Timber Flooring - Selecting the Perfect Timber Flooring for Your New or Remodeled Property

The of an floor can shape the overall personality of the entire house, which produces a great deal of pressure to decide on your timber well! Even if this guide can't buy what you need for you personally, it will familiarizes you with some of the factors you simply must consider when shopping for timber flooring.

Selecting the best Timber Colour

A tree's age may have a huge influence on large. With a lot of species, younger timber is often both lighter and less dense. By way of example, sapwood - the newly-grown outer wood of a tree - is really much brighter in colour compared to the deeper, harder heartwood that you will be forgiven for assuming it originated another tree entirely!

That said, expect some variation. Even within a single species (a good single tree) the color can vary significantly. Consider; the item you ultimately receive could be slightly different to along with noticed in a showroom, brochure or website gallery.


It can help to know any local regulations and rules regarding hardwood treatment. (Here in Australia, for example, several states require all spotted gum to be preservative treated.

While treatment methods are a crucial process - protecting the wood from termites and long-term deterioration - it might subtly change a wood's tone. In sapwood, for instance, botox cosmetic injections may bring a gray or brown tinge may very well not have originally planned for.


A floor does not need to get mistreated to use down; even the most casual footstep will scratch the bottom coating with outside particles. By thinking ahead picking a suitably resistant floor timber, you could save yourself a huge amount of time, effort and money on future sanding and refinishing.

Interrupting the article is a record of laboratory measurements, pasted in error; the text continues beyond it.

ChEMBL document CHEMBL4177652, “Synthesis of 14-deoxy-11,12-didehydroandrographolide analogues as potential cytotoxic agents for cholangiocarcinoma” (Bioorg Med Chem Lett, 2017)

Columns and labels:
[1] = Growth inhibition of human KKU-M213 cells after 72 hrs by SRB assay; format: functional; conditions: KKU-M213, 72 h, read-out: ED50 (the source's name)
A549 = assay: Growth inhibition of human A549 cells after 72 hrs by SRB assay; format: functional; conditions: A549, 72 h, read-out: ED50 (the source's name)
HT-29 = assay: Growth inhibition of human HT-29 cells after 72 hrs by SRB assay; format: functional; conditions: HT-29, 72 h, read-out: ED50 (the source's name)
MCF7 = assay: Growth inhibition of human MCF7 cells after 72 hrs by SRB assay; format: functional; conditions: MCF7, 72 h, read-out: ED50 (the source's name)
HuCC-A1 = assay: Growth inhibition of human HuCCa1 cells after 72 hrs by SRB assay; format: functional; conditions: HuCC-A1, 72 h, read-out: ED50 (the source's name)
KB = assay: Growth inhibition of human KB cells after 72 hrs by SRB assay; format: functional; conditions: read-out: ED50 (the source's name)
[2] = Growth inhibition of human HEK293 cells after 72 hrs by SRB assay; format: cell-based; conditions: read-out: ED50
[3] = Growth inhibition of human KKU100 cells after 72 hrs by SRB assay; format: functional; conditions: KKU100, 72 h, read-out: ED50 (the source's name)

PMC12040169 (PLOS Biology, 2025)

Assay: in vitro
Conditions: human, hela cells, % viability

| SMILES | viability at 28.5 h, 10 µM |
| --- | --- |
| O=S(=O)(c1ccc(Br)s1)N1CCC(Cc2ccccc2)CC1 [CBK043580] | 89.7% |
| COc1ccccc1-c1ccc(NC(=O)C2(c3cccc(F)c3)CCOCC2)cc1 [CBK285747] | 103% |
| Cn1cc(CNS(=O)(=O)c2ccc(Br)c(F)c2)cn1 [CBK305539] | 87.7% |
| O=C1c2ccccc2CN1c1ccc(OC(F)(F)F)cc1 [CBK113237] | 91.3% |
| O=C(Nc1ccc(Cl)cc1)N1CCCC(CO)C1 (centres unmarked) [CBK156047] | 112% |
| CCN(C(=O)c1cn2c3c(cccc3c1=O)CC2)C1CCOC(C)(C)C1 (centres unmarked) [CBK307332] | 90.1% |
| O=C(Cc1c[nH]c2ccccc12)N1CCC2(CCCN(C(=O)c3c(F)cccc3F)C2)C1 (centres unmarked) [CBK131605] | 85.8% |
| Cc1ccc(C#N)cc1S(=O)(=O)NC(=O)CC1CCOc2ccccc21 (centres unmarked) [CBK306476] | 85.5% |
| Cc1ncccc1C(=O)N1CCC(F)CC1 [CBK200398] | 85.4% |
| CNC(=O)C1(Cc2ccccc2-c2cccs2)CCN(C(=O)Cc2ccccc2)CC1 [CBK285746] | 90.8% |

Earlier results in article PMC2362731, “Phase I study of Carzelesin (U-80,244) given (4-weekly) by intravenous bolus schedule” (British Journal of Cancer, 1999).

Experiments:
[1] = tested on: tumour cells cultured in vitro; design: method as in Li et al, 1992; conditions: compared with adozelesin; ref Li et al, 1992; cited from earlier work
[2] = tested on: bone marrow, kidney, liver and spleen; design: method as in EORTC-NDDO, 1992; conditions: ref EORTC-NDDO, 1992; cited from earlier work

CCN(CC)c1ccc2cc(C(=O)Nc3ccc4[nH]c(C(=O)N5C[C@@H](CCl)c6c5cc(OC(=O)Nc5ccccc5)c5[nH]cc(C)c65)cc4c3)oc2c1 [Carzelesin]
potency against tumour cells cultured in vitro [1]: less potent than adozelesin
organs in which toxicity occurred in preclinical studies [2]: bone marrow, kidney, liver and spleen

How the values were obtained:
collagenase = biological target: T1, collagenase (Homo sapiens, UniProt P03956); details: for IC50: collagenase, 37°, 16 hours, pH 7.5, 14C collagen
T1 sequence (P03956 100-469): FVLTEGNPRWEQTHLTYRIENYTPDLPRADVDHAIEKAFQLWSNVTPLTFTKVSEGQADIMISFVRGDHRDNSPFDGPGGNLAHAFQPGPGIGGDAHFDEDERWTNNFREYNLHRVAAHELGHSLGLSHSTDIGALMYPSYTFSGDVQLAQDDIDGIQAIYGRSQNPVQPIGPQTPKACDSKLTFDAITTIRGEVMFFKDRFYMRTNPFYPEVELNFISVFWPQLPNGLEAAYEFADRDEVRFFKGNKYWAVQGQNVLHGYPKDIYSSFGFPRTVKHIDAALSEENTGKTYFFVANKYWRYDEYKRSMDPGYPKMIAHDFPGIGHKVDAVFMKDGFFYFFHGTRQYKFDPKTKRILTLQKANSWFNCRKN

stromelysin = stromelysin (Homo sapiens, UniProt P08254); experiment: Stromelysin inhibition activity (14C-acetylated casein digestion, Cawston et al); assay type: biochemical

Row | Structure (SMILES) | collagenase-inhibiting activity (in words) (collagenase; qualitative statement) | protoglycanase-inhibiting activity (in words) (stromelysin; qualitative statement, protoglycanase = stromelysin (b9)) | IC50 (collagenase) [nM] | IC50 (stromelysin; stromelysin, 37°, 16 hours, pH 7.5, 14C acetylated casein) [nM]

As a general rule: a lot more the tree, greater that species' resistance to abrasion, indentation and damage. Quite simply, a harder timber will protect itself that little bit more, with greater effectiveness against everyday wear and casual scratching, i.e. the movement of feet and furniture.

Softer timbers, on the other hand, are much more more likely to indent under those conditions. (This rule does, however, consist of species to species, so make sure to shop around first.)

Contrary to popular belief, floor finishing won't significantly improve a timber floor's hardness. It will, however, give a strong layer of protection against superficial scratches. Once again, look at the aesthetic consequences of finishing and refinishing over time. Could it look glossy? Matte? And may this easily fit into towards the beauty you had been planning?

By taking these variables into account, you are able to prepare, ask more informed questions, and consequently make a better purchasing decision. Best of luck!

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